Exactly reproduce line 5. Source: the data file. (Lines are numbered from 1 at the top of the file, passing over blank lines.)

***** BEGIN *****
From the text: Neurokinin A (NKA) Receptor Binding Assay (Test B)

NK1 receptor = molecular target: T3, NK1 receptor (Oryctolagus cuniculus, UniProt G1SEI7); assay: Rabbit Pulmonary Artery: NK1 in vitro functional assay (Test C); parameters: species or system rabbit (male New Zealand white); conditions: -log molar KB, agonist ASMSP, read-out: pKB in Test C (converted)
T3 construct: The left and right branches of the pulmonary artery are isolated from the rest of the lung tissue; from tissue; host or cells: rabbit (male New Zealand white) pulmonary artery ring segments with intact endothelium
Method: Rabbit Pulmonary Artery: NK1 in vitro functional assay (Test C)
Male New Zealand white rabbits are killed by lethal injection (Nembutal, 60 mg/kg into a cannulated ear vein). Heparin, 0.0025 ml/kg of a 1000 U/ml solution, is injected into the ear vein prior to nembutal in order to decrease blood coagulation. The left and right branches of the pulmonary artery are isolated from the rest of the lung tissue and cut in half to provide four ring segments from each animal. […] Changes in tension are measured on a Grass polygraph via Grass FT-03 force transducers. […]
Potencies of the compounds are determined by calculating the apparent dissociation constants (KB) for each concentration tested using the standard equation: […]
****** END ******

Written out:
Male New Zealand white rabbits are killed by lethal injection (Nembutal, 60 mg/kg into a cannulated ear vein). Heparin, 0.0025 ml/kg of a 1000 U/ml solution, is injected into the ear vein prior to nembutal in order to decrease blood coagulation. The left and right branches of the pulmonary artery are isolated from the rest of the lung tissue and cut in half to provide four ring segments from each animal. […] Changes in tension are measured on a Grass polygraph via Grass FT-03 force transducers. […]